The day before the Diva’s Den sex show, my friend called to see if I wanted her extra tickets.
“A couple of our friends decided not to go,” she said. “They’re protesting the fact that it’s women only.”
My friend’s friends, non-trans dykes, were angry that trans guys-FTMs-would not be welcome.
I have to say this pissed me off and drove me to do what I have wanted to do for a long time-write about why women-only space is necessary, and why asking for women-only space is not automatically anti-trans.
Ever since Diva’s Den began in 1998, some members of the queer community have complained about its women-only policy. Karen Ayotte, one of this year’s organizers, says the policy is simple: “If you are woman-identified [trans or non-trans] and you feel comfortable in your role in the women’s community, you are welcome.”
But the event is not open to those who identify as men-whether FTM or non-trans. Ayotte and the Vancouver Dyke March society, which took over organizing Diva’s Den in 2004, are currently developing a survey to find out whether queers think the policy should continue.
Before I say anymore, I should clarify where I’m coming from. I am a 36-year-old femme, non-trans dyke, attracted to “masculine women,” (butch, genderqueer, etc). My other identities/communities include Jewish, SM, feminist activist, writer (in no particular order). I first encountered discussions about women-only space and trans identity 10 years ago, in feminist organizations for women survivors of abuse, where I supported the right of trans women to be included both as members and as clients.
So what is women-only space, anyway?
I believe that women-only space should be determined by identity, as opposed to biology: it should be for people who live in some way as women-who identify as women and are perceived as women at least some of the time.
Event organizers should use an honour system and leave it up to people attending a women-only event to think about their own identity and act accordingly.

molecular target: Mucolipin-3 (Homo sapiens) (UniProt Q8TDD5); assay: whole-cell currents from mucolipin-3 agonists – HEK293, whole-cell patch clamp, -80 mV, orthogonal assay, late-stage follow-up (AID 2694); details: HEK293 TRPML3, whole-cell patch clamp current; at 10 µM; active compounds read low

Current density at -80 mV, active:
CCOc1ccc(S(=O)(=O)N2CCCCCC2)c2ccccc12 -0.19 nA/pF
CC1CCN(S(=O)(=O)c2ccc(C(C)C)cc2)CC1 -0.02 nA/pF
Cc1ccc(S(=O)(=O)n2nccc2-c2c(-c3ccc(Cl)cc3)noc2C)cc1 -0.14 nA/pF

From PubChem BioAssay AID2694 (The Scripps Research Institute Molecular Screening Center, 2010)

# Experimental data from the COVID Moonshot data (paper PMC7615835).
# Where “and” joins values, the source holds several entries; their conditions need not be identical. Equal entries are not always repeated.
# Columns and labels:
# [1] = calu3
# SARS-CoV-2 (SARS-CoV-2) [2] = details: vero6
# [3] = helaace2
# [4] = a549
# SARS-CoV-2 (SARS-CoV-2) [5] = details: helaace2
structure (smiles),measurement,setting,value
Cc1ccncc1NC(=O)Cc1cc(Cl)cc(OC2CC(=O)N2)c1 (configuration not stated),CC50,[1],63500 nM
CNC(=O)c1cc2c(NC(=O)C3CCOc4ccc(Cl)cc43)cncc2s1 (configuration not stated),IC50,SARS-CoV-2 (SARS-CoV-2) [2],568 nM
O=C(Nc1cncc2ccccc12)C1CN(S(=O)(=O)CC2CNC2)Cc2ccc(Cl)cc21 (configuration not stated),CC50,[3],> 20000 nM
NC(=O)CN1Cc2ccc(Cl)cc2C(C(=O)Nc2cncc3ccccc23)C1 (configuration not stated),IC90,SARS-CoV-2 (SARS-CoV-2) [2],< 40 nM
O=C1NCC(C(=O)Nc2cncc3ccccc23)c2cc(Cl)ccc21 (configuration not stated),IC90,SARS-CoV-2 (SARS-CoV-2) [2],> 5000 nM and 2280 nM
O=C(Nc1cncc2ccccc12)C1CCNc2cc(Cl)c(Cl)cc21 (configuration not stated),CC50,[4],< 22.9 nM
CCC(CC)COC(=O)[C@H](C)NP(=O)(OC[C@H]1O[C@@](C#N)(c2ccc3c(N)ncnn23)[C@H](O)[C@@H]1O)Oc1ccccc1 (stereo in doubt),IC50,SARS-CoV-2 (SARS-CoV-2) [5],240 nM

Some people wonder whether it makes sense that a women-only space is open to butch women, or to other “masculine” women, yet not open to FTMs who may have lived many years as women and as members of the dyke community. If you ask me, if someone both considers himself male and is perceived consistently as male-not only by the mainstream but by the queer community-then he should not attend events designated as women-only.
I’ve never heard any protest against men-only queer sex events. Jealous as I might be of all the hot sex parties that fags have, I don’t assume that I should be invited to them, and it seems like most people in the queer community feel the same way.
On the other hand, women-only space is often challenged. This is partly due to plain old sexism. There has always been protest against women-only space, since the very beginnings of feminism.
A fair number of queers also believe that we live in a “post-feminist” world, where arguments for women-only space are hopelessly outdated.
But it doesn’t make sense to ignore the social and historical and political context that makes women-only spaces necessary at explicitly sexual events like Diva’s Den and other sex shows or play parties.
My tiny queer world may be questioning rigid definitions of gender but in the world as a whole, it’s a different story. In general, men have much more permission and opportunity than women do to express themselves sexually.
Creating, performing in or attending sexy events is a key part of queer women empowering ourselves and celebrating ourselves.
Mixed gender queer sex events are fabulous and important and essential for our community. But women should still have the option of going to women-only events. Diva’s Den is the one women-only event that I know of in the calendar of sexy queer shows.
Although it would be simplistic and supremely insulting to say that FTMs transition in order to gain male privilege, it is also naïve to deny the reality that being perceived as a man instead of a woman leads to some very real benefits. Those benefits include having many more opportunities/permission to participate in openly sexual events.
Exclusion is not always a negative or discriminatory act. Exclusion is unacceptable when it denies people’s identity-for example, when Rape Relief excludes trans women because they claim that trans women are not “really” women.
Exclusion is also unacceptable when it concentrates power or resources in the hands of one group at the expense of another-for example, when our community centre is located in a building that is inaccessible to people who cannot use stairs, effectively excluding some people in the queer community from accessing resources that supposedly exist for everyone.
Excluding men from Diva’s Den does not deny anyone’s identity or exclude anyone from access to power or resources. On the contrary-it provides a rare opportunity for women to celebrate women’s sexuality.
Some people have proposed that the queer community should operate from a “big tent” perspective-that is, all queers are welcome: dykes, fags, trans people, bisexual people, two-spirited people, intersex people, etc. I totally agree.
And I also think that there is room within the big tent for small tents. Because we all need to support each other, but we are not all the same.